SARCOPENIA IS A NATURAL MUSCLE LOSS (atrophy) due to aging. Periods of inactivity due to injury, illness, or a busy life can accelerate this process. Individuals over the age of 65 are particularly vulnerable to muscle loss, making regular and recreational activities such as diving challenging. Fortunately, safely using your muscles regularly can reduce age-related atrophy.
Use it or lose it applies to training your muscles. As you age, however, your body is less forgiving. Safer muscle training as you age includes lower impact, focus on targeted muscles, controlled movements, and prioritizing proper form over finishing repetitions.
This exercise program is appropriate for all ages. Several exercises include resistance bands, which are lightweight, easy to pack and store, and come in various colors. Typically, yellow is easy, red is medium, and blue is heavy, but other colors and coding systems are available and may vary by brand.
- Place a loop resistance band just above your knees.
- Lie on the floor with your knees bent so your feet rest flat on the floor and shoulder-width apart.
- Resist the band by pushing your knees outward.
- Tighten your abdominals and squeeze your buttocks, pressing your back to the floor.
- Lift your buttocks off the floor in a controlled manner, creating a bridge.
- Continue upward movement by pushing up to your toes.
- Hold this position for 2 seconds, then slowly return to the starting position while flexing your ankle to lift your toes off the floor.
- Perform three sets of 10 to 15 reps each.
Make sure you do not arch your back at the top of the movement.
Elevate your body or feet with gym mats to adjust the difficulty.
Place a weight or dumbbell on your pelvis and perform the same motion to increase the difficulty.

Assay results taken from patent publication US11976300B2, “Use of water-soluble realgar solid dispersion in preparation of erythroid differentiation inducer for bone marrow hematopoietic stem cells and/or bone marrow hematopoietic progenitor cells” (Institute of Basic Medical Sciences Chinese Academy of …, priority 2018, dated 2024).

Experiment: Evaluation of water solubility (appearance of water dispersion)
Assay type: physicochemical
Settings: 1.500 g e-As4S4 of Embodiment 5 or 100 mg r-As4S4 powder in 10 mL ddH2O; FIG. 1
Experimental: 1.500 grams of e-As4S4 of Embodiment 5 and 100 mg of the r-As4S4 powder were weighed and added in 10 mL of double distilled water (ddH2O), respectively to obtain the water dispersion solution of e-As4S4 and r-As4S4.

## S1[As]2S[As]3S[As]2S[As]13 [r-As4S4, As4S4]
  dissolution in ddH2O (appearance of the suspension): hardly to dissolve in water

- Stand tall with your feet close together and your hand on a supportive surface for balance.
- While keeping your leg straight and without moving your waist, kick your leg straight out in front of you until you reach about a 45-degree angle.
- Hold your position for 3 seconds.
- Return to the starting position, then with the same leg, immediately perform the same motion to the side.
- From starting position again, perform the same motion but kick backward.
- This sequence counts as one repetition. Perform two sets of 10 repetitions each.
Perform in front of a mirror to avoid leaning your body to compensate.
Rest your foot on the floor between hip motions.
Add ankle weights or bands to increase the resistance.
Single-Leg Press with Resistance Band
- Sit on the floor with your legs straight in front of you.
- Place a band around the middle of one foot.
- Pull the band until you feel the appropriate resistance. Slowly raise your knee while keeping your heel near the floor.
- Extend your knee back to your original position while keeping your heel near the floor.
- Perform two sets of 10 repetitions on each side.
Use a slow, controlled motion.
Make it easier by lengthening the band.
Hold more of the band to increase resistance.
Banded Quarter Wall Squats
- Stand with your arms at your sides, back pressed against a wall, and a band just above your knees.
- Slowly lower yourself down the wall, keeping your feet and knees aligned and shoulder-width apart.
- Lower yourself as far as is comfortable, up to a 90-degree bend in your knees. Bend at your knees and hips to reach this position.
- Perform three sets of 10-second holds, and gradually increase your time to 45 seconds.
Maintain an appropriate upright posture and keep your upper back in contact with the wall.
Bend or extend your knees to raise or lower your hold position if you have any knee pain or discomfort.
Add a heavier resistance band to increase the difficulty.
NOTE : Pour éviter un risque accru de maladie de décompression, DAN® recommande aux plongeurs d'éviter tout exercice physique intense pendant les 24 heures qui suivent une plongée. Lors de votre examen médical annuel ou en cas de changement de votre état de santé, consultez votre médecin pour vous assurer que vous avez l'autorisation médicale de plonger.
© Alert Diver — Q2 2022